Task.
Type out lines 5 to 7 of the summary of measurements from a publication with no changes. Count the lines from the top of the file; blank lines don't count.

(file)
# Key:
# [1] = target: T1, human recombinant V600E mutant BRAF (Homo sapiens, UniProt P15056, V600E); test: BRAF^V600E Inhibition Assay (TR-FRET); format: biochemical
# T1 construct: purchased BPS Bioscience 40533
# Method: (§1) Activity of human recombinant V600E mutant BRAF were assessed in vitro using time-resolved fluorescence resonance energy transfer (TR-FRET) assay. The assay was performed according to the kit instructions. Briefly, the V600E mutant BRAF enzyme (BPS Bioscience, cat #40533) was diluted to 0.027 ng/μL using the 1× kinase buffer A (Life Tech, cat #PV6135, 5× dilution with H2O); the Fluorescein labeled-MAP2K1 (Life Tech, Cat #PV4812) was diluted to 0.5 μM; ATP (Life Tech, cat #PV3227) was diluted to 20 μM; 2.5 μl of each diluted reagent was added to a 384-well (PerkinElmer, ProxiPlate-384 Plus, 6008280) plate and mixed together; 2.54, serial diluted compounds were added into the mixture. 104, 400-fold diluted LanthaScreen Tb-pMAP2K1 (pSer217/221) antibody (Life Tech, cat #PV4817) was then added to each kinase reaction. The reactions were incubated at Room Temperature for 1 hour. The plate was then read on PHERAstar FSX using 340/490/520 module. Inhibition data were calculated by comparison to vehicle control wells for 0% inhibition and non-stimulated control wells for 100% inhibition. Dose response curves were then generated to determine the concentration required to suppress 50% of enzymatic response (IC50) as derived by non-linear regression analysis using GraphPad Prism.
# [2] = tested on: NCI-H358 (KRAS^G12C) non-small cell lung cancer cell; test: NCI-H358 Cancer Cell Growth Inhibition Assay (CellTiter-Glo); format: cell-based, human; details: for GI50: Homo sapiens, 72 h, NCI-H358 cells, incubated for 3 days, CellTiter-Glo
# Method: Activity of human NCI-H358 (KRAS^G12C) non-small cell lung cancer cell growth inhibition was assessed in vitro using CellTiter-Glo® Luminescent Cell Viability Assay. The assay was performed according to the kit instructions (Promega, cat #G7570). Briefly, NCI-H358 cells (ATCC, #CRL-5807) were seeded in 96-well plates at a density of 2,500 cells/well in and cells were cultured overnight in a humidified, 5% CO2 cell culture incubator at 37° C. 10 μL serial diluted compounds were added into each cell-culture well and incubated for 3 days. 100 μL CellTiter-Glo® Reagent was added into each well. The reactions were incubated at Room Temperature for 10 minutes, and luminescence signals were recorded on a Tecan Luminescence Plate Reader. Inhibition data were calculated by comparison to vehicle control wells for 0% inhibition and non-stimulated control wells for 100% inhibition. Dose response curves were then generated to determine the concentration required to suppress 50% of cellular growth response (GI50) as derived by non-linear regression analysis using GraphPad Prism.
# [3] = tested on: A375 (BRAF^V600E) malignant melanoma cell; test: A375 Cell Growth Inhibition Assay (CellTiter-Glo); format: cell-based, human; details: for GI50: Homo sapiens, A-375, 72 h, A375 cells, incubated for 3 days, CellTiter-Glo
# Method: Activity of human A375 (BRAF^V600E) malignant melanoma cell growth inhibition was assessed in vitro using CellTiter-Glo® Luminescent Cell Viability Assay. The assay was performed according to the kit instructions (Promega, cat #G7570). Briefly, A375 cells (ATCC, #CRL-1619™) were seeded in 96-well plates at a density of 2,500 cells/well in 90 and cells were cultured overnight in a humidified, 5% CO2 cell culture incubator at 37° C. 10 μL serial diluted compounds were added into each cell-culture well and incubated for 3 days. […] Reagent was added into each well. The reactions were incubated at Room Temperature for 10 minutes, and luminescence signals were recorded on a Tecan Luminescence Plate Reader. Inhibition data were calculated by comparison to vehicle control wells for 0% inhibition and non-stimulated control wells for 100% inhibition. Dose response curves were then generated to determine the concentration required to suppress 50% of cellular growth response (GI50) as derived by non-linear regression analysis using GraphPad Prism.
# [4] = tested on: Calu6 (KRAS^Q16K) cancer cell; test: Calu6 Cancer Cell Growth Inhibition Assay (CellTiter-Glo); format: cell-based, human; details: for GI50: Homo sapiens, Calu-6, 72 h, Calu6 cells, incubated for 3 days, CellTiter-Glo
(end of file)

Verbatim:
# [2] = tested on: NCI-H358 (KRAS^G12C) non-small cell lung cancer cell; test: NCI-H358 Cancer Cell Growth Inhibition Assay (CellTiter-Glo); format: cell-based, human; details: for GI50: Homo sapiens, 72 h, NCI-H358 cells, incubated for 3 days, CellTiter-Glo
# Method: Activity of human NCI-H358 (KRAS^G12C) non-small cell lung cancer cell growth inhibition was assessed in vitro using CellTiter-Glo® Luminescent Cell Viability Assay. The assay was performed according to the kit instructions (Promega, cat #G7570). Briefly, NCI-H358 cells (ATCC, #CRL-5807) were seeded in 96-well plates at a density of 2,500 cells/well in and cells were cultured overnight in a humidified, 5% CO2 cell culture incubator at 37° C. 10 μL serial diluted compounds were added into each cell-culture well and incubated for 3 days. 100 μL CellTiter-Glo® Reagent was added into each well. The reactions were incubated at Room Temperature for 10 minutes, and luminescence signals were recorded on a Tecan Luminescence Plate Reader. Inhibition data were calculated by comparison to vehicle control wells for 0% inhibition and non-stimulated control wells for 100% inhibition. Dose response curves were then generated to determine the concentration required to suppress 50% of cellular growth response (GI50) as derived by non-linear regression analysis using GraphPad Prism.
# [3] = tested on: A375 (BRAF^V600E) malignant melanoma cell; test: A375 Cell Growth Inhibition Assay (CellTiter-Glo); format: cell-based, human; details: for GI50: Homo sapiens, A-375, 72 h, A375 cells, incubated for 3 days, CellTiter-Glo